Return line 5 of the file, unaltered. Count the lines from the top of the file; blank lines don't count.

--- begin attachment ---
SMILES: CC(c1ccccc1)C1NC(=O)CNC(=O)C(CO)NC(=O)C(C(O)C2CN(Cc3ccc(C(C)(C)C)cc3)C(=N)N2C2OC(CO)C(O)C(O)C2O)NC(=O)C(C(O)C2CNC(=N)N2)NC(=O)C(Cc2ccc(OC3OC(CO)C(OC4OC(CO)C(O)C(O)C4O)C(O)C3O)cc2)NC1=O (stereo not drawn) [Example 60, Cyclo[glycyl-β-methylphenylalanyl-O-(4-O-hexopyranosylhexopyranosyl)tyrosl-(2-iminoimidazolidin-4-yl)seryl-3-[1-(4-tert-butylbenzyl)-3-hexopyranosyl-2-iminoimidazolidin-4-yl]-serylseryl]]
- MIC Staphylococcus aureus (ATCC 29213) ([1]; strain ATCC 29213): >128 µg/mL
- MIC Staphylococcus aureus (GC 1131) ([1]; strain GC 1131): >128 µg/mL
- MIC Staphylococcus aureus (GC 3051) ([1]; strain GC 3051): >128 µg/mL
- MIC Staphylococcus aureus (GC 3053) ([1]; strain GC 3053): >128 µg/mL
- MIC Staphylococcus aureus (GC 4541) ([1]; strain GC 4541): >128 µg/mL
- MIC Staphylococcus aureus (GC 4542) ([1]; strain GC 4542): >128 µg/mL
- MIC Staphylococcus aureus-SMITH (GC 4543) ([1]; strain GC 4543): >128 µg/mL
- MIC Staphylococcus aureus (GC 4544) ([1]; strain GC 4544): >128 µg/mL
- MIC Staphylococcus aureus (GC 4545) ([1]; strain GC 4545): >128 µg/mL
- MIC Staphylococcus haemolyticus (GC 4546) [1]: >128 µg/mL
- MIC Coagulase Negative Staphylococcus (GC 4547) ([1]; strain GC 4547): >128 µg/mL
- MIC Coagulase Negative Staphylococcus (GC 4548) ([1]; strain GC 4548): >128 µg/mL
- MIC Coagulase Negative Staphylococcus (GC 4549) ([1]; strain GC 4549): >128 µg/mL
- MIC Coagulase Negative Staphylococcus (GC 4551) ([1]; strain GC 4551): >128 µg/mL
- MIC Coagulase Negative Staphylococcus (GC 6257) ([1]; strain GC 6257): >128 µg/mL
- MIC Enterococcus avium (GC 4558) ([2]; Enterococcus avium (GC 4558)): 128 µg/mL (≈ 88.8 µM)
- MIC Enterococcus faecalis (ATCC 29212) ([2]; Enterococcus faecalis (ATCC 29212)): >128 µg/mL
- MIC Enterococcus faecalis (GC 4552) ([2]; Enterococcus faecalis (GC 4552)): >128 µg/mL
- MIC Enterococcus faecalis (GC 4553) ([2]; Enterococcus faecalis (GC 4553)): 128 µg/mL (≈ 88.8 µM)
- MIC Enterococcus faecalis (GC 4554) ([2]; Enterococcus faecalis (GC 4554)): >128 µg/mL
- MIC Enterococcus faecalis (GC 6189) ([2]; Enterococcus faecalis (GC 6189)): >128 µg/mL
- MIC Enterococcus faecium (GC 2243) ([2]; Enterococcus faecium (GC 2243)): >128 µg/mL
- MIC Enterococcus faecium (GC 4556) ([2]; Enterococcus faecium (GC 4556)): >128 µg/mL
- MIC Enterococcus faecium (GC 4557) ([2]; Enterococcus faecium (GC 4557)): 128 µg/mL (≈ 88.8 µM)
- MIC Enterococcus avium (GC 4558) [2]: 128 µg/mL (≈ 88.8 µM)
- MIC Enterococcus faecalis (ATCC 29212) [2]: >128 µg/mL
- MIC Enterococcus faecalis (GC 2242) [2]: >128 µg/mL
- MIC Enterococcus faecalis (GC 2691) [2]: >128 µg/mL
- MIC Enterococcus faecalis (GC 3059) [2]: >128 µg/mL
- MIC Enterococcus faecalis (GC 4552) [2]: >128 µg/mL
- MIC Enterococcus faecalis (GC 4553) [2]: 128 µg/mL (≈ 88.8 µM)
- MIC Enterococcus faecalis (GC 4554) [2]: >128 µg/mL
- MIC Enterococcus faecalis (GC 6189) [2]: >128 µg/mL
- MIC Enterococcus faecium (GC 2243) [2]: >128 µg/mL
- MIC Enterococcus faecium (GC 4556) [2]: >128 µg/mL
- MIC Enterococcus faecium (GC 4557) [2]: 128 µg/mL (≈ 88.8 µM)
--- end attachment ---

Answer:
- MIC Staphylococcus aureus (GC 3053) ([1]; strain GC 3053): >128 µg/mL